It would only be a violation of HIPAA if your employer requested and received medical information from your health plan or healthcare provider without your explicit authorization.

Legitimate Need-to-Know Circumstances

Generally speaking, there are four circumstances where it may be permissible for an employer to share your private medical information. Note, however, that these are exceptions to the rule, not rules in and of themselves. The exceptions are:

  • Disclosure to managers and supervisors when the medical information is necessary to provide reasonable accommodations for the employee (mostly applies to the ADA)
  • Disclosure to safety personnel and first aid providers if the employee would need emergency medical treatment
  • Disclosure to authorized personnel in the course of a federal or state workplace investigation
  • Disclosure to authorized personnel in the course of an insurance or worker’s compensation claim

Filing a Federal Complaint

An experienced employment law attorney should be able to help you determine which laws were specifically broken by your employer’s unlawful disclosure of your private information.

Based on that determination, your attorney may advise you on which federal regulatory agency to file a complaint with. The following federal agencies have regulatory control over the previously-discussed laws:

US Equal Employment Opportunity Commission (EEOC)

The EEOC is responsible for enforcing federal workplace discrimination laws, and generally has jurisdiction over employers that have at least 15 employees. The EEOC administers and enforces the ADA, GINA, Title VII, and the PDA.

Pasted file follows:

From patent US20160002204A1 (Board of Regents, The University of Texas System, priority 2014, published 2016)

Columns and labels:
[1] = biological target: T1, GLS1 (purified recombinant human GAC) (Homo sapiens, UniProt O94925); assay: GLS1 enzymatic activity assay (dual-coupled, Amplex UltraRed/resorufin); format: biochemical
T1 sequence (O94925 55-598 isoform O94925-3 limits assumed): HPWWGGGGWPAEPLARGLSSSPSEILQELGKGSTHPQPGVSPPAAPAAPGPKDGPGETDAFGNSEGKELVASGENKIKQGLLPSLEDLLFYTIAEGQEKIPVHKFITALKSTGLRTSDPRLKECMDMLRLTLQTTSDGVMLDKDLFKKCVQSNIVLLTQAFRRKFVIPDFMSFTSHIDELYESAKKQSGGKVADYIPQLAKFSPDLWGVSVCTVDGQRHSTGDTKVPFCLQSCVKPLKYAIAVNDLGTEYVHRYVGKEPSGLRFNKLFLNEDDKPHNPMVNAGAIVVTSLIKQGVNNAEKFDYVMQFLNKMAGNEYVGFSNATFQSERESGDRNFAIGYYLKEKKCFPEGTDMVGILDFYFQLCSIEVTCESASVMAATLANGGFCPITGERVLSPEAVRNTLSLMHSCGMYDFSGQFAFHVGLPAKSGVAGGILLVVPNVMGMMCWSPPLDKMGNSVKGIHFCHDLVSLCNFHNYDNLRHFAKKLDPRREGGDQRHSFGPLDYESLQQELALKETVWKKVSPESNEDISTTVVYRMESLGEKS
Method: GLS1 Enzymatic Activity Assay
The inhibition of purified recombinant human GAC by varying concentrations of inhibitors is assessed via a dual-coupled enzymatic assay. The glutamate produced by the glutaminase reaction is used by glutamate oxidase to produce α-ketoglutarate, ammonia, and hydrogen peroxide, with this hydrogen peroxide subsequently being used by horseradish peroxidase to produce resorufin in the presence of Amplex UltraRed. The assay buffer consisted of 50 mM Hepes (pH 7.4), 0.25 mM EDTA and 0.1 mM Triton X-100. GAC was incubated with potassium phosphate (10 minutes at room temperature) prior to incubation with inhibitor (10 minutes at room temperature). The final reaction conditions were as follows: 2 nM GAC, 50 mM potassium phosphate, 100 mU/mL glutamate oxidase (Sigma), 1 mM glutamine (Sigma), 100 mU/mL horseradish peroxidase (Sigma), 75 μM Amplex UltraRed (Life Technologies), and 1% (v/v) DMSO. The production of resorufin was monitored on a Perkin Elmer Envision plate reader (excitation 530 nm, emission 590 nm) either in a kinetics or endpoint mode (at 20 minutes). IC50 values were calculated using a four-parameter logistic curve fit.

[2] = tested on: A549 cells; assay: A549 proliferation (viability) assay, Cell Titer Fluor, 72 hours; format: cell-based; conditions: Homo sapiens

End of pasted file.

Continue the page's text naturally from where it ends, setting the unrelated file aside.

You can file a formal complaint with the EEOC online within 180 days of your employer’s unlawful medical information disclosure. If you have a valid case, the agency will launch an investigation, and has the authority to seek remediation and penalties from the employer on your behalf.

Wage and Hour Division of the US Department of Labor (WHD)

The WHD is responsible for enforcing the FMLA (in addition to a number of other federal laws that relate to compensation and benefits, such as the Fair Labor Standards Act).

You can file a formal complaint with the WHD online. If your employer willfully violated the FMLA, you have up to three years to file the complaint and collect damages. If the employer unknowingly violated the FMLA, the statute of limitations is two years.

Office for Civil Rights of the US Department of Health and Human Services (OCR)

You can file a complaint with the OCR if you believe that a HIPAA-covered entity or business associate has violated your health information privacy rights, or has committed another violation of the Privacy, Security, or Breach Notification Rules.

Filing a civil lawsuit

The laws are clear about what constitutes a violation of your right to privacy, but the guidelines for resolving a medical information confidentiality/disclosure violation aren’t so black and white. Depending on the situation, you may be entitled to remediation in the form of back pay, front pay, and liquidated damages.

If you have incurred a personal injury (physical, mental, or emotional) as a result of the medical information disclosure, the court may impose punitive damages, too.

Need Help With An Employment Law Issue?

Whether you are an employee or an employer, you may need help with an employment law issue, such as a breach of medical confidentiality in the workplace. If you work in the state of Arizona, the expert attorneys at JacksonWhite are here to help.

Call our Employment Law team at (480) 464-1111 to discuss your case today.